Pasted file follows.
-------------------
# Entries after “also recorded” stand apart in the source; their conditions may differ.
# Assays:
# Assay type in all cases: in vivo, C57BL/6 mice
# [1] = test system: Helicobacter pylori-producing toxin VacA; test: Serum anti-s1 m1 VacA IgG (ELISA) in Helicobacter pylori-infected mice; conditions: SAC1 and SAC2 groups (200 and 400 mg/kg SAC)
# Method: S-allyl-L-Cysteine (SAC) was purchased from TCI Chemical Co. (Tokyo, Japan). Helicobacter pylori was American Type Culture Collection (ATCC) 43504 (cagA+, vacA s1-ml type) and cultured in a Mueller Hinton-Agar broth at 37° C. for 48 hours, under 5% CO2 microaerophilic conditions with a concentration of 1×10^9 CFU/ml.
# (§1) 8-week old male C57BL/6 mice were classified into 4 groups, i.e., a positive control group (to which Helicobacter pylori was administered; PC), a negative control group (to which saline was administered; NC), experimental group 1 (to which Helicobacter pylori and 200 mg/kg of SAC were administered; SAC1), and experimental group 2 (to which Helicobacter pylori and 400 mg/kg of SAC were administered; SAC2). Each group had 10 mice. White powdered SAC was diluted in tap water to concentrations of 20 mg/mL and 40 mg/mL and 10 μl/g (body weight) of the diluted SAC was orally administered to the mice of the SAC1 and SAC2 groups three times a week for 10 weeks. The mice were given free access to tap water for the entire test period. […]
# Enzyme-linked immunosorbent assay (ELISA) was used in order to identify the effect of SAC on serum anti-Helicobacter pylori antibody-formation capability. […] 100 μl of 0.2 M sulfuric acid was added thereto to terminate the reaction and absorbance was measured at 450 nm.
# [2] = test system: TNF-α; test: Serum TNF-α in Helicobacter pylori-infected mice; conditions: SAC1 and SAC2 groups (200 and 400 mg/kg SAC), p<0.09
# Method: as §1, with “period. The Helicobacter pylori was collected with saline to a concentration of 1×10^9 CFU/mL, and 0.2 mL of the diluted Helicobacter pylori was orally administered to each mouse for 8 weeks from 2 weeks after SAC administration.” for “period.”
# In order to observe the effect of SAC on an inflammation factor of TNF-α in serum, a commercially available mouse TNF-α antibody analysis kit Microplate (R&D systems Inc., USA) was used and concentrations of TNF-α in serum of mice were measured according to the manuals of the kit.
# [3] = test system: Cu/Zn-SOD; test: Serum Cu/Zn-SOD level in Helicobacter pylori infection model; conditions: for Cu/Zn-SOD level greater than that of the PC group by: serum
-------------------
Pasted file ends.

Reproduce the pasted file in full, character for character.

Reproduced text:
# Entries after “also recorded” stand apart in the source; their conditions may differ.
# Assays:
# Assay type in all cases: in vivo, C57BL/6 mice
# [1] = test system: Helicobacter pylori-producing toxin VacA; test: Serum anti-s1 m1 VacA IgG (ELISA) in Helicobacter pylori-infected mice; conditions: SAC1 and SAC2 groups (200 and 400 mg/kg SAC)
# Method: S-allyl-L-Cysteine (SAC) was purchased from TCI Chemical Co. (Tokyo, Japan). Helicobacter pylori was American Type Culture Collection (ATCC) 43504 (cagA+, vacA s1-ml type) and cultured in a Mueller Hinton-Agar broth at 37° C. for 48 hours, under 5% CO2 microaerophilic conditions with a concentration of 1×10^9 CFU/ml.
# (§1) 8-week old male C57BL/6 mice were classified into 4 groups, i.e., a positive control group (to which Helicobacter pylori was administered; PC), a negative control group (to which saline was administered; NC), experimental group 1 (to which Helicobacter pylori and 200 mg/kg of SAC were administered; SAC1), and experimental group 2 (to which Helicobacter pylori and 400 mg/kg of SAC were administered; SAC2). Each group had 10 mice. White powdered SAC was diluted in tap water to concentrations of 20 mg/mL and 40 mg/mL and 10 μl/g (body weight) of the diluted SAC was orally administered to the mice of the SAC1 and SAC2 groups three times a week for 10 weeks. The mice were given free access to tap water for the entire test period. […]
# Enzyme-linked immunosorbent assay (ELISA) was used in order to identify the effect of SAC on serum anti-Helicobacter pylori antibody-formation capability. […] 100 μl of 0.2 M sulfuric acid was added thereto to terminate the reaction and absorbance was measured at 450 nm.
# [2] = test system: TNF-α; test: Serum TNF-α in Helicobacter pylori-infected mice; conditions: SAC1 and SAC2 groups (200 and 400 mg/kg SAC), p<0.09
# Method: as §1, with “period. The Helicobacter pylori was collected with saline to a concentration of 1×10^9 CFU/mL, and 0.2 mL of the diluted Helicobacter pylori was orally administered to each mouse for 8 weeks from 2 weeks after SAC administration.” for “period.”
# In order to observe the effect of SAC on an inflammation factor of TNF-α in serum, a commercially available mouse TNF-α antibody analysis kit Microplate (R&D systems Inc., USA) was used and concentrations of TNF-α in serum of mice were measured according to the manuals of the kit.
# [3] = test system: Cu/Zn-SOD; test: Serum Cu/Zn-SOD level in Helicobacter pylori infection model; conditions: for Cu/Zn-SOD level greater than that of the PC group by: serum